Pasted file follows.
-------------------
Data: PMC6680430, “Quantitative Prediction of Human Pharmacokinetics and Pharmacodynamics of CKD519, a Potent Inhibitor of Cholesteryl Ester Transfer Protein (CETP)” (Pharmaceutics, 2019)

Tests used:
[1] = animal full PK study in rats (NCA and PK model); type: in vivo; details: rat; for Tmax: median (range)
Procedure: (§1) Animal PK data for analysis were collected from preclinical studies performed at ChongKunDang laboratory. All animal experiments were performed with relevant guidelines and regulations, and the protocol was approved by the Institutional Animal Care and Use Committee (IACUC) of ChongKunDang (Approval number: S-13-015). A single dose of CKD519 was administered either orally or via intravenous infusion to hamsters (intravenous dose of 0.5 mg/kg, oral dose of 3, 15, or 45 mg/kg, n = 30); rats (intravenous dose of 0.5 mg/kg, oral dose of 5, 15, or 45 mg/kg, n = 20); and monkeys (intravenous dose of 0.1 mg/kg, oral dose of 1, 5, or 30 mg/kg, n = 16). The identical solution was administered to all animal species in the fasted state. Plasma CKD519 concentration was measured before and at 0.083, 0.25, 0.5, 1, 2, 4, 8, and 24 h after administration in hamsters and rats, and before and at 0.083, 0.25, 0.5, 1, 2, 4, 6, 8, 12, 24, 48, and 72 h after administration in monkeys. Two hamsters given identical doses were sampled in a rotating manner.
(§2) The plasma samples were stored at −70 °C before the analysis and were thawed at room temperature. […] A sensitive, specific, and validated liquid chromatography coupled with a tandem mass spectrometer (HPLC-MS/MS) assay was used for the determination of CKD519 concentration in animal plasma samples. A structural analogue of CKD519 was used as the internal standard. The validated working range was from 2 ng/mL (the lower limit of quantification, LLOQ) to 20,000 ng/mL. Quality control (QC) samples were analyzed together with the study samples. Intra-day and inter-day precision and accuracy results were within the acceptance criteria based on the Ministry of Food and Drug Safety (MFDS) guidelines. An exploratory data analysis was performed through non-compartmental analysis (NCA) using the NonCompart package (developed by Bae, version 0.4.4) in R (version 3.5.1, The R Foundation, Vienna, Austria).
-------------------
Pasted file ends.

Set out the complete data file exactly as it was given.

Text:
Data: PMC6680430, “Quantitative Prediction of Human Pharmacokinetics and Pharmacodynamics of CKD519, a Potent Inhibitor of Cholesteryl Ester Transfer Protein (CETP)” (Pharmaceutics, 2019)

Tests used:
[1] = animal full PK study in rats (NCA and PK model); type: in vivo; details: rat; for Tmax: median (range)
Procedure: (§1) Animal PK data for analysis were collected from preclinical studies performed at ChongKunDang laboratory. All animal experiments were performed with relevant guidelines and regulations, and the protocol was approved by the Institutional Animal Care and Use Committee (IACUC) of ChongKunDang (Approval number: S-13-015). A single dose of CKD519 was administered either orally or via intravenous infusion to hamsters (intravenous dose of 0.5 mg/kg, oral dose of 3, 15, or 45 mg/kg, n = 30); rats (intravenous dose of 0.5 mg/kg, oral dose of 5, 15, or 45 mg/kg, n = 20); and monkeys (intravenous dose of 0.1 mg/kg, oral dose of 1, 5, or 30 mg/kg, n = 16). The identical solution was administered to all animal species in the fasted state. Plasma CKD519 concentration was measured before and at 0.083, 0.25, 0.5, 1, 2, 4, 8, and 24 h after administration in hamsters and rats, and before and at 0.083, 0.25, 0.5, 1, 2, 4, 6, 8, 12, 24, 48, and 72 h after administration in monkeys. Two hamsters given identical doses were sampled in a rotating manner.
(§2) The plasma samples were stored at −70 °C before the analysis and were thawed at room temperature. […] A sensitive, specific, and validated liquid chromatography coupled with a tandem mass spectrometer (HPLC-MS/MS) assay was used for the determination of CKD519 concentration in animal plasma samples. A structural analogue of CKD519 was used as the internal standard. The validated working range was from 2 ng/mL (the lower limit of quantification, LLOQ) to 20,000 ng/mL. Quality control (QC) samples were analyzed together with the study samples. Intra-day and inter-day precision and accuracy results were within the acceptance criteria based on the Ministry of Food and Drug Safety (MFDS) guidelines. An exploratory data analysis was performed through non-compartmental analysis (NCA) using the NonCompart package (developed by Bae, version 0.4.4) in R (version 3.5.1, The R Foundation, Vienna, Austria).